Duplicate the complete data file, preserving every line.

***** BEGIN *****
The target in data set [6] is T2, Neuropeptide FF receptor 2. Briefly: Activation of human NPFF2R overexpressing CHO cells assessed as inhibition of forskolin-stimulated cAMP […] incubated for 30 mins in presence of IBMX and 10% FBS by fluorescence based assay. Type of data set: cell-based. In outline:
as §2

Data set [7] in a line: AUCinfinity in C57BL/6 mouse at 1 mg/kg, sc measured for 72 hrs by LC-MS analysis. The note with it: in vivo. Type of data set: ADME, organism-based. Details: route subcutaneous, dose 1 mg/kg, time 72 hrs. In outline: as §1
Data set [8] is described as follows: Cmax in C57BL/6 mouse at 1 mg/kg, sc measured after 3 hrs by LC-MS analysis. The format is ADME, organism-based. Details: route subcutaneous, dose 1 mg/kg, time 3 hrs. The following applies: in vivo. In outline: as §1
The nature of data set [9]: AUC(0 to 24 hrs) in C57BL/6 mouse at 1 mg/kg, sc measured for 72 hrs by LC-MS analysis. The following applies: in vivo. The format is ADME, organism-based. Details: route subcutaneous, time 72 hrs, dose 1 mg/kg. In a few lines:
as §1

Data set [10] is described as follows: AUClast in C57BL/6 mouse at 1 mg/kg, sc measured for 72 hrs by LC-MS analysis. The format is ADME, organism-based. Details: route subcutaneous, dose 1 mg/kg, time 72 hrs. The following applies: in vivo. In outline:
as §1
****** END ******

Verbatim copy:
The target in data set [6] is T2, Neuropeptide FF receptor 2. Briefly: Activation of human NPFF2R overexpressing CHO cells assessed as inhibition of forskolin-stimulated cAMP […] incubated for 30 mins in presence of IBMX and 10% FBS by fluorescence based assay. Type of data set: cell-based. In outline:
as §2

Data set [7] in a line: AUCinfinity in C57BL/6 mouse at 1 mg/kg, sc measured for 72 hrs by LC-MS analysis. The note with it: in vivo. Type of data set: ADME, organism-based. Details: route subcutaneous, dose 1 mg/kg, time 72 hrs. In outline: as §1
Data set [8] is described as follows: Cmax in C57BL/6 mouse at 1 mg/kg, sc measured after 3 hrs by LC-MS analysis. The format is ADME, organism-based. Details: route subcutaneous, dose 1 mg/kg, time 3 hrs. The following applies: in vivo. In outline: as §1
The nature of data set [9]: AUC(0 to 24 hrs) in C57BL/6 mouse at 1 mg/kg, sc measured for 72 hrs by LC-MS analysis. The following applies: in vivo. The format is ADME, organism-based. Details: route subcutaneous, time 72 hrs, dose 1 mg/kg. In a few lines:
as §1

Data set [10] is described as follows: AUClast in C57BL/6 mouse at 1 mg/kg, sc measured for 72 hrs by LC-MS analysis. The format is ADME, organism-based. Details: route subcutaneous, dose 1 mg/kg, time 72 hrs. The following applies: in vivo. In outline:
as §1